Darani Vachanavuttivong: Taking on a different challenge and finding it fun

31 March 2020

Darani Vachanavuttivong: Taking on a different challenge and finding it fun

Vachanavuttivong, co-managing partner and managing director of IP at Tilleke & Gibbins in Bangkok, is one the region’s top IP lawyers

By Espie Angelica A. de Leon.

Though many law practices in Thailand are dominated by men, intellectual property isn’t. 

Thus, from the ranks of Thailand’s female IP legal eagles rose Darani Vachanavuttivong, co-managing partner and managing director of IP at Tilleke & Gibbins in Bangkok. 

“Within our firm’s Bangkok office, more than two-thirds of our IP attorneys are women. In fact, one great characteristic of Thailand – and some other countries in Southeast Asia – is that professional women can often find opportunities to succeed in the workplace and grow into leadership roles. For example, I am one of two managing partners at Tilleke & Gibbins, and the other managing partner is also a woman,” she says. “The really important thing is just a willingness to work hard.” 

Vachanavuttivong is not just a key figure in Tilleke’s Bangkok office. She is also considered a leading IP lawyer within the Asia Pacific region and is one of the most accomplished women practitioners in the world.   

Among other accomplishments, she was president of the Intellectual Property Association of Thailand for two terms, the ASEAN Intellectual Property Association (AIPA) country head for Thailand from 2009-2019 and council member from 2007-2019, president of the Thailand group of the Asian Patent Attorneys Association (APAA) from 2012-2015 and a member of the International Trademark Association (INTA) Harmonization of Trademark Law and Practice Committee from 2016-2017.  

Gender has not slowed Vachanavuttivong’s rise in her profession. In fact, she observes that more women are now getting into IP law, and that she expects the number to continue increasing. 

Rather than gender, the challenge for IP lawyers lies in the legal environment of each jurisdiction. 

“For instance, in Vietnam there tends to be more frequent changes in the law. In Myanmar, there is a lot of new legislative activity in progress, which can be challenging to stay on top of, but also a great opportunity because everyone is on the same footing as they observe the pending developments,” she explains. 

Aside from Thailand, Vietnam and Myanmar, Vachanavuttivong also handles IP protection in Cambodia and Laos, which are also tough jurisdictions.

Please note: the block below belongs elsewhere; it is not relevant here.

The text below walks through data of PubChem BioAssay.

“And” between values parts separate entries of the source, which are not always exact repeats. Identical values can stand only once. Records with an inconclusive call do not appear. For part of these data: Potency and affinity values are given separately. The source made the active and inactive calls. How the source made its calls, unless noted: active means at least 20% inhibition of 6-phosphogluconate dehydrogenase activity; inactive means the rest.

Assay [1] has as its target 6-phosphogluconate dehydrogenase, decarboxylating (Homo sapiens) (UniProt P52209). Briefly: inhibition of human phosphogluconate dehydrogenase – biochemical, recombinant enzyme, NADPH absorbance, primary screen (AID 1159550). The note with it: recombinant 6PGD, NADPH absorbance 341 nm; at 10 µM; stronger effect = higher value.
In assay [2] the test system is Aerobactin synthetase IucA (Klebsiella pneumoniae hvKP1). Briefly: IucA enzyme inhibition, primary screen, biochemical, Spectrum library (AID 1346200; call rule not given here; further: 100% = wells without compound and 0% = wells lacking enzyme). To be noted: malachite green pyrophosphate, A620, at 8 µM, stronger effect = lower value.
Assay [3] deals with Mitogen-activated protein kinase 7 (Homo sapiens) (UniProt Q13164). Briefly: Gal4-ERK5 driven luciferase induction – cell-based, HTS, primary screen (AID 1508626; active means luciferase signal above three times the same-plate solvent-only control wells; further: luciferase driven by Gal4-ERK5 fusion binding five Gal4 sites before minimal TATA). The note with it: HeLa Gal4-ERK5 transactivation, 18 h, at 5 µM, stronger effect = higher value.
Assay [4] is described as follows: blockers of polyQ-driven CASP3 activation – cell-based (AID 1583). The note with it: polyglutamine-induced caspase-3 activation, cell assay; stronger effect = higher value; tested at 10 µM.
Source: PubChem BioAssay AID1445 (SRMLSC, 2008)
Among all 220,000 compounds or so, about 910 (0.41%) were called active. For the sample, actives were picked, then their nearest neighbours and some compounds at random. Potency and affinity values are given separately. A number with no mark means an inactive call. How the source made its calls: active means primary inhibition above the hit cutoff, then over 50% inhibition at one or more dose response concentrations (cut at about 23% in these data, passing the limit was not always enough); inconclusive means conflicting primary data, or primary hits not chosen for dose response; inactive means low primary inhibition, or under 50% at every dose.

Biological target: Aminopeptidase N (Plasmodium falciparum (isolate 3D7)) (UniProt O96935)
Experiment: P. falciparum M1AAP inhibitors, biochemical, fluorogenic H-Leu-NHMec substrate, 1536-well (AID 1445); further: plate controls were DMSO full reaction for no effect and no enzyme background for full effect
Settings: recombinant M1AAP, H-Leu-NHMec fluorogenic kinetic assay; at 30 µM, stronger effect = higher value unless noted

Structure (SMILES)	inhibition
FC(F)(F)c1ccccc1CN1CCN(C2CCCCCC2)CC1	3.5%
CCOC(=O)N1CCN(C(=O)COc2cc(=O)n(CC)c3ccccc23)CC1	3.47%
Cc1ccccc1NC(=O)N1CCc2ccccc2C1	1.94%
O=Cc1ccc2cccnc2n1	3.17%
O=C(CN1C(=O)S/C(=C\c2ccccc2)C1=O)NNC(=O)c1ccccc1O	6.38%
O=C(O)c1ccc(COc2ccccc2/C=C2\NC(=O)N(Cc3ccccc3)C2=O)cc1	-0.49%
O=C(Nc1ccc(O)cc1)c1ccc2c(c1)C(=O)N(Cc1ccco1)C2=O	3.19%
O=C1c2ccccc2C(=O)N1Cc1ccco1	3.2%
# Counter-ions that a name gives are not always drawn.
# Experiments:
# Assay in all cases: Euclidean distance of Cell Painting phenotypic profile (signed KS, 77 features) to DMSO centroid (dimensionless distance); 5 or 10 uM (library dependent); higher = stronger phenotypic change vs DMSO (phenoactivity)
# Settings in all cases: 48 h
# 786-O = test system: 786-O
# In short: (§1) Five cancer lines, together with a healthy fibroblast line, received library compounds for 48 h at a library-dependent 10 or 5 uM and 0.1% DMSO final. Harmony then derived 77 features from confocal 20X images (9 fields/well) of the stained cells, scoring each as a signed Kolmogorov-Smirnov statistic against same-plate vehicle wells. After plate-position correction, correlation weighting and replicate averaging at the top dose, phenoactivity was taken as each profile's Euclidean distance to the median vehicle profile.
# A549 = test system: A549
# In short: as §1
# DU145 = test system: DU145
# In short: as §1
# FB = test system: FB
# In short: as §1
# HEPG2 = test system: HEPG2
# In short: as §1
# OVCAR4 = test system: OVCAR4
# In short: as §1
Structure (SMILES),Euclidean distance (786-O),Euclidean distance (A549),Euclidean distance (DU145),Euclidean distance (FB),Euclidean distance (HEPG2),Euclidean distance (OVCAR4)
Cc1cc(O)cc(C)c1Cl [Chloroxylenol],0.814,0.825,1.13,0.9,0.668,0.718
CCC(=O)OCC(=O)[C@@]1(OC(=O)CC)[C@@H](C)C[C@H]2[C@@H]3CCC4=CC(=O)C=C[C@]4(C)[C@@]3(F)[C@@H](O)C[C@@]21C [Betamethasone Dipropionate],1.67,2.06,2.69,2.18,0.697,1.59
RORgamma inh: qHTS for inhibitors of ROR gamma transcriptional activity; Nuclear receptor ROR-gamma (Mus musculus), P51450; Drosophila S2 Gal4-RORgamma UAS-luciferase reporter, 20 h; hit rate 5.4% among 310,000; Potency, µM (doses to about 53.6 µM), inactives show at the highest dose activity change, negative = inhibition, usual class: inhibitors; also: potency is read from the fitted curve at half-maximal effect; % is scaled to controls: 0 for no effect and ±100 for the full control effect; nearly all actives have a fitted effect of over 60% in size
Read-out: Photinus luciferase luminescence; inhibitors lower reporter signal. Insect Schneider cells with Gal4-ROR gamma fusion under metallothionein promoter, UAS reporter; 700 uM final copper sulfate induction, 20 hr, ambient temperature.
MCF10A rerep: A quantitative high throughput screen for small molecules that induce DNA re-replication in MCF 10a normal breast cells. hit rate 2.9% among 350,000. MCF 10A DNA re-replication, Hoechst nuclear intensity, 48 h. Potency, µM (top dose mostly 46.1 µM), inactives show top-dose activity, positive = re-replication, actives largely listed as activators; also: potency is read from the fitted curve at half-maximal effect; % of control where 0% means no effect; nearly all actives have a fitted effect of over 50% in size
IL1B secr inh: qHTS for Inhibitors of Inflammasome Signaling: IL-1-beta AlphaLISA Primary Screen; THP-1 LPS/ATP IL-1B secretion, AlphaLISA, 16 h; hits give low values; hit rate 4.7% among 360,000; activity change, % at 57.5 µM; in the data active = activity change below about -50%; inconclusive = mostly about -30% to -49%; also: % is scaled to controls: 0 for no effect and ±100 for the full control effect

The support she gets from her family allows her to give the necessary time and energy for her job, she says. This helps her to overcome these challenges and keep going.  

Plus of course she works hard and is always willing to learn.  

It was this hunger for learning that was her springboard to a career in law. As a university student, she studied accounting and auditing. After graduation, she was hired by Tilleke & Gibbins, and that was when she discovered the excitement of legal work. 

“I found the law fascinating and was especially interested in learning about how laws affect the building of brands and the enforcement of their IP rights. I became experienced in advising companies on choosing or creating a brand. Over the years I have been here at Tilleke & Gibbins, it has been very gratifying to see the growth of some clients I have worked with – such as a small local enterprise growing into a large company with an international presence. Another part of this work that I enjoy is being able to learn from clients and their different situations. Working with them to solve problems or figure out how to achieve a business goal is something that I genuinely find to be a lot of fun,” she says.  

This is what she wants to tell any female law student still deciding on her practice: IP law is not at all boring. 

She would tell the student: “IP law is varied – and fun, too, because you get to partner with companies across all different sectors. Also, I think the IP world is especially strong in building connections among practitioners, such as opportunities to meet and share knowledge.” 

With this advice coming from one of the world’s foremost IP legal experts, law students will surely listen, no matter their gender. 

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